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Opinion Oct 17, 2019 10:44 AM EST

Will Canada survive this federal election?

Canada appears headed for a train wreck due to the widening chasm on energy, climate and finance policy between Alberta and Ottawa.

Will Canada survive this federal election?
Patrick Moore Montreal, QC

This article was published more than 1 year ago, information might not be up to date.

The Post Millennial published the following column after an editor from a mainstream newspaper said it was “too inflammatory at the moment” and other newspapers rejected Moore’s submission.

Canada appears headed for a train wreck due to the widening chasm on energy, climate and finance policy between Alberta and Ottawa. It is possible that no combination of voting outcomes in the October 21 federal election can prevent the breakup of the federation.

Canada has been described as “a road from Ottawa to Montreal and back again”, a blunt reference to the fact that when Ontario and Quebec agree on something, the rest of us are chopped liver. This has given rise over the years to the angst known as western alienation. It has presently reached a boiling point like no other time in our history.

Premier Jason Kenny’s first move upon winning the Alberta vote was to call an inquiry into foreign (U.S.) funding of the anti-oilsands campaign. This will expose the dirty tactics of the Rockefeller Brothers-led initiative, funneling hundreds of millions of dollars into “grass-roots” environmental and First Nations front groups with the aim of landlocking Canadian oil and killing the project. Meanwhile 14 pipelines are under construction in Texas while zero are even approved in Canada.

All Canadians should imagine what it feels like for Albertans when both Ottawa and B.C. treat them like a hostile foreign power. B.C. pretends it doesn’t absolutely depend on Alberta for its transport and aviation fuel while blocking the Trans Mountain Pipeline that would bring Alberta oil to tidewater for export. And Eastern Canada prefers oil brought in tankers from Saudi Arabia, Nigeria and Venezuela rather than Canadian oil from Alberta via the stalled Energy East Pipeline. Meanwhile Ottawa bans tankers on the Pacific coast.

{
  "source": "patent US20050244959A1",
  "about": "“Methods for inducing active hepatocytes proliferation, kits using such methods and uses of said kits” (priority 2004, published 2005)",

Whether it’s the Conservatives or the Liberals that are able to form a government in October, both are committed to the Paris Agreement on climate change. This applies in spades to both the Greens and the NDP. Only the People’s Party of Canada has pledged to quit Paris and to unabashedly support the oilsands and the pipelines that are needed to deliver it to Eastern Canada and to tidewater in B.C.  So long as our federal government supports this anti-fossil fuel fraud there will be no further investment in Alberta’s and Canada’s most important energy sector. Meanwhile, some signatories to the Paris Agreement, such as China and India, are free to increase their emissions with no restriction.

Alberta’s first move after the election will likely be to hold a referendum calling for a renegotiation of the equalization payments formula. Under the present formula, Alberta is required to make large payments despite their now very difficult economic situation. An inevitably successful referendum result would force Ottawa and the other provinces to the table, but it is likely the talks will fail, increasing resentment in the province. Then Premier Kenny will have the ammunition he needs to call for a referendum on the separation of Alberta from Canada. This may pass with a comfortable majority.

Saskatchewan would almost certainly join Alberta,and Manitoba would definitely consider it. What British Columbia will do is anybody’s guess, but if they decide to stay with Ottawa they will be decidedly isolated. Although a bit far-fetched, the real wild card is Ontario. This would be an opportunity to realize what has been called “Ontario and West”as the new Canada. The fact that Ontario has needed Quebec’s agreement all these years has led to a certain resentment of the fact, often accompanied by what might be called extortion on Quebec’s part. Quebec separatists may get what they bargained for without having to win a referendum of their own! Lord knows how the Maritime Provinces would react to any of this.

I realize that many Canadians, particularly those in the eastern half of the country, don’t believe any of this could ever happen. They should take a vacation in Alberta to smarten themselves up. It’s not very nice to be treated like a leper when you are one of the main economic providers for people who call your oil “dirty” and “filthy” while they import the same product from despots, dictators and corrupt regimes in Saudi Arabia, Nigeria, and Venezuela.

Dr. Patrick Moore is a native British Columbian, a co-founder of Greenpeace and an ecologist with wide international experience in energy and climate policy. He is presently the Chairman of the CO2 Coalition in Washington DC.

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